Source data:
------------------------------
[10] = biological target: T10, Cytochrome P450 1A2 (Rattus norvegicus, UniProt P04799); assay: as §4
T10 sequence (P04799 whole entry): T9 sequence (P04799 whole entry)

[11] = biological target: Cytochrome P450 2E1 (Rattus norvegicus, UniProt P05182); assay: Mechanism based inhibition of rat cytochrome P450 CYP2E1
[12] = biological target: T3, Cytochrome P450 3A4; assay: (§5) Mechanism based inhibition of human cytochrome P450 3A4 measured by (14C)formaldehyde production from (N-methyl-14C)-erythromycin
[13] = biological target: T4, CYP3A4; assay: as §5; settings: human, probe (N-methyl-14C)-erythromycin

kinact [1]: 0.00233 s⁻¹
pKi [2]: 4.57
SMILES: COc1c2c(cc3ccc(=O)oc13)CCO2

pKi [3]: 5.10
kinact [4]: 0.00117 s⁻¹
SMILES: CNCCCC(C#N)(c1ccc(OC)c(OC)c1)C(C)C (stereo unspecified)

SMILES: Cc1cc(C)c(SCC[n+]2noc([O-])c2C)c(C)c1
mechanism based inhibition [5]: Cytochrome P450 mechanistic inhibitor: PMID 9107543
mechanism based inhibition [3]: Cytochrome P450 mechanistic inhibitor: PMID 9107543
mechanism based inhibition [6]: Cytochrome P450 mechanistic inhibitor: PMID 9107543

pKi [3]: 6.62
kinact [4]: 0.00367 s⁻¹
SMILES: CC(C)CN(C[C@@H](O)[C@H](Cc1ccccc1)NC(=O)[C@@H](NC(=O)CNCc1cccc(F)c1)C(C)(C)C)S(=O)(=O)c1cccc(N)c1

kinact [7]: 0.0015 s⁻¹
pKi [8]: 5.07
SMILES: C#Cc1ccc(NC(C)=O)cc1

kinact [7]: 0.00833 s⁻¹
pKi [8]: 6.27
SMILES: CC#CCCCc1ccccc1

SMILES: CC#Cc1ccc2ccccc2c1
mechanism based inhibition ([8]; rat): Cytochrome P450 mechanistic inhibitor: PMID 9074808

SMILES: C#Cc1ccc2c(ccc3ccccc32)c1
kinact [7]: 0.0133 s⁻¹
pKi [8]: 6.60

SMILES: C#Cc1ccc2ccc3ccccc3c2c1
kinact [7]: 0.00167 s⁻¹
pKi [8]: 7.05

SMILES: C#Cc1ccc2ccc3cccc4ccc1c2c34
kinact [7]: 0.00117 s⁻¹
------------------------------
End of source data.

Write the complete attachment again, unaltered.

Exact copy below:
[10] = biological target: T10, Cytochrome P450 1A2 (Rattus norvegicus, UniProt P04799); assay: as §4
T10 sequence (P04799 whole entry): T9 sequence (P04799 whole entry)

[11] = biological target: Cytochrome P450 2E1 (Rattus norvegicus, UniProt P05182); assay: Mechanism based inhibition of rat cytochrome P450 CYP2E1
[12] = biological target: T3, Cytochrome P450 3A4; assay: (§5) Mechanism based inhibition of human cytochrome P450 3A4 measured by (14C)formaldehyde production from (N-methyl-14C)-erythromycin
[13] = biological target: T4, CYP3A4; assay: as §5; settings: human, probe (N-methyl-14C)-erythromycin

kinact [1]: 0.00233 s⁻¹
pKi [2]: 4.57
SMILES: COc1c2c(cc3ccc(=O)oc13)CCO2

pKi [3]: 5.10
kinact [4]: 0.00117 s⁻¹
SMILES: CNCCCC(C#N)(c1ccc(OC)c(OC)c1)C(C)C (stereo unspecified)

SMILES: Cc1cc(C)c(SCC[n+]2noc([O-])c2C)c(C)c1
mechanism based inhibition [5]: Cytochrome P450 mechanistic inhibitor: PMID 9107543
mechanism based inhibition [3]: Cytochrome P450 mechanistic inhibitor: PMID 9107543
mechanism based inhibition [6]: Cytochrome P450 mechanistic inhibitor: PMID 9107543

pKi [3]: 6.62
kinact [4]: 0.00367 s⁻¹
SMILES: CC(C)CN(C[C@@H](O)[C@H](Cc1ccccc1)NC(=O)[C@@H](NC(=O)CNCc1cccc(F)c1)C(C)(C)C)S(=O)(=O)c1cccc(N)c1

kinact [7]: 0.0015 s⁻¹
pKi [8]: 5.07
SMILES: C#Cc1ccc(NC(C)=O)cc1

kinact [7]: 0.00833 s⁻¹
pKi [8]: 6.27
SMILES: CC#CCCCc1ccccc1

SMILES: CC#Cc1ccc2ccccc2c1
mechanism based inhibition ([8]; rat): Cytochrome P450 mechanistic inhibitor: PMID 9074808

SMILES: C#Cc1ccc2c(ccc3ccccc32)c1
kinact [7]: 0.0133 s⁻¹
pKi [8]: 6.60

SMILES: C#Cc1ccc2ccc3ccccc3c2c1
kinact [7]: 0.00167 s⁻¹
pKi [8]: 7.05

SMILES: C#Cc1ccc2ccc3cccc4ccc1c2c34
kinact [7]: 0.00117 s⁻¹